Design Implications of Visual Perception

Session Title

Design Implications of Visual Perception


Dave McColgin, Artefact

Session Type: Presentation

Effective visual design is aligned with human perceptual capabilities. What’s fascinating is that many principles of design such as linear perspective or color theory evolved long before their perceptual mechanisms were understood. Through practice, artists and designers were able to intuit and pass on effective design systems and rules. Now Dave McColgin, a user researcher with Artefact, will show and discuss why many of these principles are true through direct examples of perceptual phenomena.

Dave will share multiple audience activities and demonstrations of perceptual abilities and limitations paired with their related rules of thumb. He will address the use of dimension, color, motion, symbols, and contrast for design, e.g.:
* How detailed images of our retinas show us the best uses of color and contrast
* How we direct our gaze and attention and what it means for interface layouts
* Our “sliding window” of temporal processing and implications for motion design
* What optical illusions teach us about 3D and eye movement
* How low-level processing of certain visual attributes make them “pop”
* How we process depth and which are the strongest cues
* Why your volume and brightness adjustments use a non-linear scale

Some of the rules of thumb should be familiar and others less so. The hope is that pulling the rules together makes a valuable resource for designers and that a deeper understanding of how their work is perceived will enhance their professional toolbox, letting them use (or break!) the rules for the desired effect.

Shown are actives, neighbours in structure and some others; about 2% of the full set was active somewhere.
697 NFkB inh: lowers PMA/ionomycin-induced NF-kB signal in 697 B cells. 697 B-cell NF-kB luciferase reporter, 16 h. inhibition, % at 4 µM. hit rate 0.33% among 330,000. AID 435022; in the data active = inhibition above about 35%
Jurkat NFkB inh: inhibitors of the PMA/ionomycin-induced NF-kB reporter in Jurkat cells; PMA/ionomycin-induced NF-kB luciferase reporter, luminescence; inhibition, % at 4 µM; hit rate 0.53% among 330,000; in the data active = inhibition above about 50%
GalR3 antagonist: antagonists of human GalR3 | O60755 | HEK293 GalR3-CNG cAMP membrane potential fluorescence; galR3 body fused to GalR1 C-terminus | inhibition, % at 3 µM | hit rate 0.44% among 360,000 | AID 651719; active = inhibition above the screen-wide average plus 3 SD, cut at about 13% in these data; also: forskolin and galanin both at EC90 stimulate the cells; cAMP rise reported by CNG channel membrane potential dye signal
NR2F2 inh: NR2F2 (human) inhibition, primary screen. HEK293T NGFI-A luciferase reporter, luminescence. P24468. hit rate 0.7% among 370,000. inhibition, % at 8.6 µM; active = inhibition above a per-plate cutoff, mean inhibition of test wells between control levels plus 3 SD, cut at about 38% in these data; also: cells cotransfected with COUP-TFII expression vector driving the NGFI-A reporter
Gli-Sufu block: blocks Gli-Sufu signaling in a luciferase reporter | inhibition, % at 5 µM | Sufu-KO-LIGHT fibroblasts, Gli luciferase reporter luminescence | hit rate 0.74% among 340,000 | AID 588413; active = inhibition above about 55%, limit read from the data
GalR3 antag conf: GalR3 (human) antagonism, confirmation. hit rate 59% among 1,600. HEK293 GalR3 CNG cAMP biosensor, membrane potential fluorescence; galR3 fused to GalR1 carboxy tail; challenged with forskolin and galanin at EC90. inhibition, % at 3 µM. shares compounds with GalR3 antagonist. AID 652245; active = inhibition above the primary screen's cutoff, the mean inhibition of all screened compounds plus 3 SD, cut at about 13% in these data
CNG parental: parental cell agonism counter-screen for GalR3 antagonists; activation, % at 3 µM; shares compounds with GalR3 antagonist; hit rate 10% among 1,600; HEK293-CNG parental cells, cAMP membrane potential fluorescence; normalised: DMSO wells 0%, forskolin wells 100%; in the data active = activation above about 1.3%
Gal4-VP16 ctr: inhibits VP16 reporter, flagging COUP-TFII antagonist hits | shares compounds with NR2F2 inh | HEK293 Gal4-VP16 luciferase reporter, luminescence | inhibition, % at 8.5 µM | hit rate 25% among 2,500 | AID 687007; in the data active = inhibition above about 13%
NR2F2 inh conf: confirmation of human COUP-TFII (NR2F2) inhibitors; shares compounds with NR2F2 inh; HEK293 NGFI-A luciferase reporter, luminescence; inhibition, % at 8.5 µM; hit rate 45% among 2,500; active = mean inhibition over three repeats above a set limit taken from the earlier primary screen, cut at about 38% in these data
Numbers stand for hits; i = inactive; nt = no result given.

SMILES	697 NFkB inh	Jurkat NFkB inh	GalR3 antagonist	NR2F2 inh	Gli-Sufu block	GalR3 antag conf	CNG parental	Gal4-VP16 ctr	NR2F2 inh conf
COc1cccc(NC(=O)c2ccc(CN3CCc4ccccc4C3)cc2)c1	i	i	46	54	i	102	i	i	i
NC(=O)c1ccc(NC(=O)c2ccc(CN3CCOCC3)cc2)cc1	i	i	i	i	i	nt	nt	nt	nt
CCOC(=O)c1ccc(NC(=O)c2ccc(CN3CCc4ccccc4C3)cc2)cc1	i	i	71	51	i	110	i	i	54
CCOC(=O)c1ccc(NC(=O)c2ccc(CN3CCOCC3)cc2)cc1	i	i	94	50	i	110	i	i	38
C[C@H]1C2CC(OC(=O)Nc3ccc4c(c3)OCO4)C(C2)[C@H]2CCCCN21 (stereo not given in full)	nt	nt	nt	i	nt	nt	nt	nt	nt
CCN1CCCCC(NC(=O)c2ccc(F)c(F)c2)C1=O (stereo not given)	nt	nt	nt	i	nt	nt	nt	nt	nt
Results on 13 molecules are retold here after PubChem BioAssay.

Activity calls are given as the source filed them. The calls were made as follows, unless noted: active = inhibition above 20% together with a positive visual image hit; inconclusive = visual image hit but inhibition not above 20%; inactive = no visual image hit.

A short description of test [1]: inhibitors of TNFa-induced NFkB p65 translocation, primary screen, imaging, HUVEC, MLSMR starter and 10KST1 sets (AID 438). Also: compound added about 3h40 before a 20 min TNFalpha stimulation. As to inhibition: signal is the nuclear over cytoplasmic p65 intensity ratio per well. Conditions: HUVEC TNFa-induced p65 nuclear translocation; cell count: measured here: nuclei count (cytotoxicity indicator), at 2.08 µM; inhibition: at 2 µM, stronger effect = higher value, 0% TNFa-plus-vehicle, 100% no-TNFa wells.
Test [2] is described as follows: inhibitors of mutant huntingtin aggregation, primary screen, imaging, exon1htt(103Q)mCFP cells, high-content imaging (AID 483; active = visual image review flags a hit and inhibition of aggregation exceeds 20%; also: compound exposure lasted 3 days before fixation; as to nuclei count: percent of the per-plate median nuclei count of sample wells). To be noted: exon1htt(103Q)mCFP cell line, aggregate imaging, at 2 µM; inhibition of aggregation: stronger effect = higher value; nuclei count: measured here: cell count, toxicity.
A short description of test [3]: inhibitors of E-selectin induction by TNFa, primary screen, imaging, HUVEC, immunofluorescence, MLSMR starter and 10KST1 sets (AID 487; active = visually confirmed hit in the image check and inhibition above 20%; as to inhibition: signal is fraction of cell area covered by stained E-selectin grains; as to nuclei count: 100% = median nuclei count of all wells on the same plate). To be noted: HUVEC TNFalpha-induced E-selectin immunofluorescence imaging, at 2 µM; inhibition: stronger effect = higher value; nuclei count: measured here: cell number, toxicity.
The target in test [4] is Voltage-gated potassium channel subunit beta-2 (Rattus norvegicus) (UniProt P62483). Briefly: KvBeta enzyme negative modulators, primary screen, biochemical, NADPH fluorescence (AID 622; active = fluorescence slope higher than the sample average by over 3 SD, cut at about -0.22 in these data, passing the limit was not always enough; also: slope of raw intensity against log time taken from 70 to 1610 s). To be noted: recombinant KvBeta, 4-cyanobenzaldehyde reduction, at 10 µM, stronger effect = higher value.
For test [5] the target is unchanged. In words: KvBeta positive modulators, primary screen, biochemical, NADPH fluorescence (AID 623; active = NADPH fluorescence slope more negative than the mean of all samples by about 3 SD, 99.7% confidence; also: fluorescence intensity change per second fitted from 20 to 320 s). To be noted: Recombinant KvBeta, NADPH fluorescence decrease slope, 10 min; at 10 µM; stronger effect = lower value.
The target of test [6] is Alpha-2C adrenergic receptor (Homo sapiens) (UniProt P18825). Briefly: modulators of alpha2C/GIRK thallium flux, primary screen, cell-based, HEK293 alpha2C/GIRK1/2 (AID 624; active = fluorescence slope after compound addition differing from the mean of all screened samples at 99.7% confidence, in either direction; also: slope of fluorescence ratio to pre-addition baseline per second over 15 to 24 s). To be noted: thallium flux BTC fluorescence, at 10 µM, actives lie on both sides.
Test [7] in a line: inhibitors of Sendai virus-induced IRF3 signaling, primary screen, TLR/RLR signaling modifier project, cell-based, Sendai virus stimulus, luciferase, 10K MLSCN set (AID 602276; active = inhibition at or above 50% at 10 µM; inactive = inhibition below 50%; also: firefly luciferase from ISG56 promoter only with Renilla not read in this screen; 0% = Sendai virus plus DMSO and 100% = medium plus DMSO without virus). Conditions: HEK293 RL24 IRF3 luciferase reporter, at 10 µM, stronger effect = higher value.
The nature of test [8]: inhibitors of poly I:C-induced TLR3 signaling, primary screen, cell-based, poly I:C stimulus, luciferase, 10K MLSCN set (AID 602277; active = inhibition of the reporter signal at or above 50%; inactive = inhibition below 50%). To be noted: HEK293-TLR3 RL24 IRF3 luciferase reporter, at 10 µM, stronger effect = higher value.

Dave is a user researcher at Artefact and has experience directing software research and design for national security, where the implications of user experience go beyond shopping cart conversions. He arrived in experience design after studying the neuroscience of perception, from which much of this talk is derived. He has worked and published on information visualization, touch interaction, information retrieval, award-winning eLearning interactions, speech translator hardware, and more.


  1. Posted September 16, 2009 at 4:48 pm

    Well thought out, and completely compelling.

  2. Posted September 20, 2009 at 5:51 pm

    This sounds like a great presentation. It would be really helpful to understand the science behind these phenomena. Then, you can create a design that is informed from the start, rather than going with what “looks good” or spending a lot of time experimenting.

  3. Tzu-Wei
    Posted September 21, 2009 at 1:39 pm

    Sounds very interesting! Seems like a great (and rare) opportunity to learn about how an understanding of human perception can guide visual design, especially from someone who’s both studied the neuroscience of perception as well as practiced interaction design.